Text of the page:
How Square Enix Is Changing The Modern RPG

By Adam Ma on September 12, 2010, 4:01PM EDT

Changes in most RPGs tend to be minimal, particularly when you think about how closely most RPG fans will watch every little change in their series. But just like any genre over time, there have been some major changes since 'back in the day'. Square Enix is no stranger to changing times, and sticking around in the industry for so long comes with its own advantages.

Knowing when the times are changing, when to adapt to new audiences, and when to push for change is key to running any business. Looking back at their history in the industry it's pretty easy to see that Square is one of the few developers around today that not only has a fine history of challenging the norms, but setting a very high standard for all their competition.

Proof that Square Enix is more or less in command of the JRPG scene is apparent just by looking at a history of the games they've participated in. For better or worse, longstanding series such as Final Fantasy, Star Ocean, Front Mission, and even Dragon Quest have seen some wild changes over the years. Anything from storytelling themes to shifts in the combat, and while other companies are desperately holding on to outdated gameplay elements Square Enix has an impressive reputation for challenging the norms. First and foremost, how combat is handled in an RPG setting.

Fast paced, turn based, or a wild mix of both, combat in Square's RPGs is a perfect way of defining gaming throughout the years. From the very subtle changes in the early Final Fantasy games, to the more extreme gameplay experiments in the most recent ones. Looking through their titles is like experiencing an evolution in gameplay. These key changes, from Kingdom Hearts to Kingdom Hearts: Birth By Sleep, aren't just retools and balance tweaks made to create a more stable game. They're solutions, to concerns brought on by a rapidly evolving player base. Perhaps it seems obvious that a game series must adapt and change over time in order to stay successful, and in a way it is. What isn't so obvious is being able to pick out the changes ahead of time, and create a blockbuster game, which is something that Square Enix does with greater frequency than most of their competition.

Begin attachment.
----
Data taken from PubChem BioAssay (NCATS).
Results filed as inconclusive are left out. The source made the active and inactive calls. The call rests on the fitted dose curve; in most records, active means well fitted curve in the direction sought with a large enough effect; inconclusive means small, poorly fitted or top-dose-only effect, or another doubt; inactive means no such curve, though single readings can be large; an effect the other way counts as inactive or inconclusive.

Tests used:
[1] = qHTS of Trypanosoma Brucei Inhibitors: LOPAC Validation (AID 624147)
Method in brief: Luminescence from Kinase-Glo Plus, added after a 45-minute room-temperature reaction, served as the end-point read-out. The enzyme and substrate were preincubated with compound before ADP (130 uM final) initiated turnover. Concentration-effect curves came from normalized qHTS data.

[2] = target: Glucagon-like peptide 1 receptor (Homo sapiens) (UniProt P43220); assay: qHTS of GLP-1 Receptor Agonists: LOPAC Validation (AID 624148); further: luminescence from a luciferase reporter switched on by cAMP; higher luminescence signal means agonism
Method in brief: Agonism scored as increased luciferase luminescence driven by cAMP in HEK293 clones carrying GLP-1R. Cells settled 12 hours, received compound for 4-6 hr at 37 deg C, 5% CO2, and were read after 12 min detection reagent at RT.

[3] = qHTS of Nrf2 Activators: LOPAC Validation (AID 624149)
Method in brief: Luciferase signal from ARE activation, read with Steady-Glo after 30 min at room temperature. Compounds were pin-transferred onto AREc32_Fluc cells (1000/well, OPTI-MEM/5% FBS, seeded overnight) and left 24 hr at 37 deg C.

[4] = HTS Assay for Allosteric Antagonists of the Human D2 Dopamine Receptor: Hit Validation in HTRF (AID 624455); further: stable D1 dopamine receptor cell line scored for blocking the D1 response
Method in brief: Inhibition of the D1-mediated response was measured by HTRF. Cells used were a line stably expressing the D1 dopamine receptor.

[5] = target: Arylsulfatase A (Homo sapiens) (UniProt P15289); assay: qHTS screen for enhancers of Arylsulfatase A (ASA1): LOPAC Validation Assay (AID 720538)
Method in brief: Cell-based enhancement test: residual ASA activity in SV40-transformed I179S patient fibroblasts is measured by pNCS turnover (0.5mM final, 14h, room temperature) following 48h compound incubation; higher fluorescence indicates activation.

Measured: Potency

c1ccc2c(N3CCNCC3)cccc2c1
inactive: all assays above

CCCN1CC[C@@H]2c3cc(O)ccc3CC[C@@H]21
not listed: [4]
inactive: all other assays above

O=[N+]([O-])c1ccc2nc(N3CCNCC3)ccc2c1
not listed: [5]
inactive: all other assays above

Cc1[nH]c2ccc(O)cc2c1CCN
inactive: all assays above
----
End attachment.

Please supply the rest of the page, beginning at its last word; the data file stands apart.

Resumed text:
Not all the time however. Final Fantasy XIII is a fantastic example of a prediction gone wrong, but the attempt was there. The evolution from slower, more methodical combat, to fast paced and cinematic action was an attempt at catering to the modern day generation. It wasn't a bad decision at all; in fact the combat was actually rather enjoyable. However, the game was heavily tied down by another element of the RPG that has changed wildly over the years; storytelling. Being able to draw a gamer into the world itself makes gamers feel like they're accomplishing something and a bad storyline can do the exact opposite. While story has become second fiddle for a lot of modern games, the level of experimentation in Square Enix's titles is quite impressive. Storylines that span across several games and platforms contrast harshly with titles which offer an entire cinematic experience spread out over the course of fifty hours.

It's easy to forget that only ten, fifteen, years ago RPGs all followed the precise same formula. A young boy/girl somehow finds an ancient power/evil and joins forces with friends/family to save the world/girl. Today, the same elements exist, but often times in very different ways. Modern day storytelling in gaming has become as complex as the controls, and as characters like Kaine (Nier) or Lightning do a good job showing how far character development has really come. Female characters that break outside the norm used to be a rarity, but today they are celebrated in some great (and sometimes creepy) ways.

So how exactly is Square Enix changing the modern RPG? Simple, by doing what they've always done best. Challenging the norm, taking risks, and learning from their mistakes. No part of that is particularly groundbreaking in its own right, but it's impossible to imagine what the industry would even look like without Square's participation. The games they've worked on have time and again defined the state of the JRPG, and will continue to influence our expectations for the future. The only disappointing thing about this really, is that their competition isn't trying just as hard to edge them out. Perhaps then we'd see some amazing progress in the industry as a whole. Then again, maybe we're just not ready for it.

blog comments powered by Disqus